A fixed trope of “Eurabia’’ books is the writer behaving as though only he or she and a few other resistance heroes see Europe’s impending doom. Bruce Bawer, a US journalist living in Oslo, credits his aunt for coming up with his title, While Europe Slept, but Melanie Phillips sees Britain as forever asleep too. “Only if we take up this civilisational gauntlet that has been thus thrown down at us will we stop sleepwalking to defeat,’’ she concludes her book. (Phillips writes for the Daily Mail, and reading Londonistan feels like being imprisoned with a never-ending Mail editorial.)
All these authors start with disclaimers that not all Muslims support terrorist jihad. This is then swiftly forgotten as the plans for jihad in Europe are outlined. Ye’or, for whom Muslims are always the same, describes jihad as a 1,400-year-old strategy. Like Bawer, she explains that “they’’ never got over losing Andalusia in 1492.
Mixed with the hysteria are kernels of truth. Phillips’ Londonistan rightly recalls that in the 1990s the British authorities let many radical jihadists settle in London. Some later plotted terrorism against the UK. Phillips leaps from this to claiming that Britons cannot see the terrorist threat. However, this is rather negated by the fact that almost all her information about British terrorism comes from British newspapers.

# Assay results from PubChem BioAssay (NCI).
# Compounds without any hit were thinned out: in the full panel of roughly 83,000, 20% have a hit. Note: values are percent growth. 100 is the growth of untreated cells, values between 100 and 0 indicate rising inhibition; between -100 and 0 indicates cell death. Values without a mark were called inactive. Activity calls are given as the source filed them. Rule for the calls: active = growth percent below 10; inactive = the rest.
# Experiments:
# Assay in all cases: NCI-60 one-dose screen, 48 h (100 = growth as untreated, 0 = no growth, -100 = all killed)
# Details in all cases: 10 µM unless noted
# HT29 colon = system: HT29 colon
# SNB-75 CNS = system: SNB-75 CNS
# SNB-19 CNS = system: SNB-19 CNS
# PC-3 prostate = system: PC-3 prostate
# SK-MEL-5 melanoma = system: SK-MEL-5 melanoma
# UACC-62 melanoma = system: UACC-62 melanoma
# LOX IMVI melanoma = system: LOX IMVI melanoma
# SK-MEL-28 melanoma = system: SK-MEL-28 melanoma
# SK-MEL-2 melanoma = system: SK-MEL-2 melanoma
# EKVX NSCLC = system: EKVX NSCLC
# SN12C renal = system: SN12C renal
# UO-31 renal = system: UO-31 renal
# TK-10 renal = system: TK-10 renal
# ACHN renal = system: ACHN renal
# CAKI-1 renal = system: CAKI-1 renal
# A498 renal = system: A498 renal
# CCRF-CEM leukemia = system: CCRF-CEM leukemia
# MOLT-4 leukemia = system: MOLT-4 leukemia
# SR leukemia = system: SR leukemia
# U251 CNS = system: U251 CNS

[. . .]
A favourite rhetorical trick of these writers is the pars pro toto: isolated examples of Islamic extremism come to stand for a vast Muslim movement. It’s true, as Laqueur twice notes, that one group said: “We shall hoist our flags over 10 Downing Street.’’ But this is atypical. European Muslims almost all vote for mainstream parties, mostly of the left. In surveys the great majority profess satisfaction with their lives in Europe.
[. . .]
In the imagined “Eurabia’’, the Muslims are taking over. Europeans aren’t resisting. In fact, it is 1938 again, or in Bawer’s phrase, “Europe’s Weimar moment’’. A keyword of the “Eurabia’’ genre is therefore “appeasement’’ - once of Hitler, now of Muslims. Phillips urges a British-American alliance, as “when they stood shoulder to shoulder against Nazi Germany’’, with the US providing “muscle’’ and Britain “backbone’’. But unfortunately, Britain has gone wobbly. She expects this will prove fatal, because it is correct “at least in part’’ to see “Islam as a successor to Nazism and communism’’. It follows, for all four authors, that another exodus or Holocaust of Europe’s Jews is likely, though Laqueur grants that “by taking a low profile they might be able to survive in the new conditions’’.
Kuper goes on to document the numerous factual errors and ideologically-biased assumptions of these authors, concluding in the end that "the many factual errors in most of these books may be beside the point. The “Eurabia’’ genre does not belong to the “reality-based community’’. Rather, it exists to meet emotional needs. Its anti-Europeanism is a satisfying retort to European anti-Americanism. It also has a political message: if the Europeans, America’s traditional allies, have folded before Islam, then the US must go it alone."
UPDATE (3:55 PM): Links to Wikipedia profiles of the four authors have been added, along with those authors' names.